Foreclosure workout a twofer

McGookey Law
Mar 28, 2013

 

Joe and Jenny Robb came to see us in August 2012, after being sued for foreclosure on their $72,000 mortgage. They ran into problems in paying on the mortgage when Joe’s income dropped after he was forced to find a new job. With an interest rate of 6.5 percent, the Robbs were hard-pressed to keep up with their $600 per month payments. Making matters worse, Joe and Jenny had a second mortgage which added $105 to their monthly expenses. Because of their missed payments, they were about $8,500 behind on these mortgage payments when we first met.

As dire as their situation seemed to them upon our first meeting, there was little doubt we could help Joe and Jenny from the outset. This was so since they demonstrated a good faith willingness and ability to pay on their loan, and could succeed in doing so, if only their banks would offer them real mortgage relief. Of course, as I've said often in this column, in this day and age of securitized lending because it is profitable to foreclose, the only mortgage relief, if any, likely to be extended by the bank, without some "push-back," is one ultimately built to fail, and eventually lead to foreclosure for the homeowner.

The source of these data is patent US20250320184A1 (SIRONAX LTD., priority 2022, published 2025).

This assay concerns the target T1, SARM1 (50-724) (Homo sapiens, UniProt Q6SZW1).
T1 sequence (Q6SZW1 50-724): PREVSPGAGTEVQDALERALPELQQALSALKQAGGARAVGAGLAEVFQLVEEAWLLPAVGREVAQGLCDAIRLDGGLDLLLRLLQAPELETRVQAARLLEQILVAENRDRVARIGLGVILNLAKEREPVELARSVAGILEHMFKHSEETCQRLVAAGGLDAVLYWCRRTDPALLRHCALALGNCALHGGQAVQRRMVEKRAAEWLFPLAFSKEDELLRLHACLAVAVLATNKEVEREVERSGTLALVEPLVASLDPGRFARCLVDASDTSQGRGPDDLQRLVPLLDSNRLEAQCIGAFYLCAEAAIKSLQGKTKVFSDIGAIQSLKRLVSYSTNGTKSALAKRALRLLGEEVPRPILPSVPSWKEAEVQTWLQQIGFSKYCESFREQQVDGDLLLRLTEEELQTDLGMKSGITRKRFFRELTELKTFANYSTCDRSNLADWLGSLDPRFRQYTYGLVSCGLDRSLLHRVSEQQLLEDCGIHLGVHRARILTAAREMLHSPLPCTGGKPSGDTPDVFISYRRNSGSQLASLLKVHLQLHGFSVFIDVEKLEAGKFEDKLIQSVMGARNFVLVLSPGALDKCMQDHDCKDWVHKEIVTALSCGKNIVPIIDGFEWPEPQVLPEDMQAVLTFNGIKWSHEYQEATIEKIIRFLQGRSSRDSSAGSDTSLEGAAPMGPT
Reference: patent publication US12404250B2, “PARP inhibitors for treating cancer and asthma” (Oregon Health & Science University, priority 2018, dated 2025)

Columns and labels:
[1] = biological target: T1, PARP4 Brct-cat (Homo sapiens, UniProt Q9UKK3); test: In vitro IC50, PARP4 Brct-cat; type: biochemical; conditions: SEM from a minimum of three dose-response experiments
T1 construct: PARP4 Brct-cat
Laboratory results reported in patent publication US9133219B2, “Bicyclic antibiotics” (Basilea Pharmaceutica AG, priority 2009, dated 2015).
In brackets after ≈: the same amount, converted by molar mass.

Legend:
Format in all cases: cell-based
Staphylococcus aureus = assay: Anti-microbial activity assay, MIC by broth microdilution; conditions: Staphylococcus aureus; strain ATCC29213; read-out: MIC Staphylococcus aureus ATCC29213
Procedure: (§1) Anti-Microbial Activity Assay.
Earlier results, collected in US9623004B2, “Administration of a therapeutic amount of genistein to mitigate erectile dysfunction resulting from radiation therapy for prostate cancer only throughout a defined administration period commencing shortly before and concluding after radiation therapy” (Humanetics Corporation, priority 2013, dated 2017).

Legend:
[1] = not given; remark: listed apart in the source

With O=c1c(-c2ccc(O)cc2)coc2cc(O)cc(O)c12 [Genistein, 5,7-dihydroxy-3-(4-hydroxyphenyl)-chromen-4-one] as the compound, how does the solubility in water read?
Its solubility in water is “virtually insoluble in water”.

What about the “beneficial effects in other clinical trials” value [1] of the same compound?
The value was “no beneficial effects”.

In Joe and Jenny's case, the needed relief came swiftly. Less than four months after filing the foreclosure complaint, their bank offered them a loan modification reducing their interest rate from 6.5 percent to 3.75 percent, causing their monthly payment of principal and interest to fall from $459 to $317. And the icing on the cake for Joe and Jenny? The monthly payment on their second mortgage was sliced from $105 to $63. With the savings in their mortgage expense, Joe and Jenny can rest assured that they are safely in their home for as long as they want to be. The lesson in their story is that if you, like they did, just need somewhat of a break from the bank to be able to succeed in paying on your mortgage, there is no reason why you should not be able to achieve it. All you need to do is stand up to the bank and fight for your rights, while at the same time cooperate with it in obtaining fair treatment, which should lead to good results.

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Next week: Long and winding road leads to successful conclusion.

Copyright 2013 Daniel L. McGookey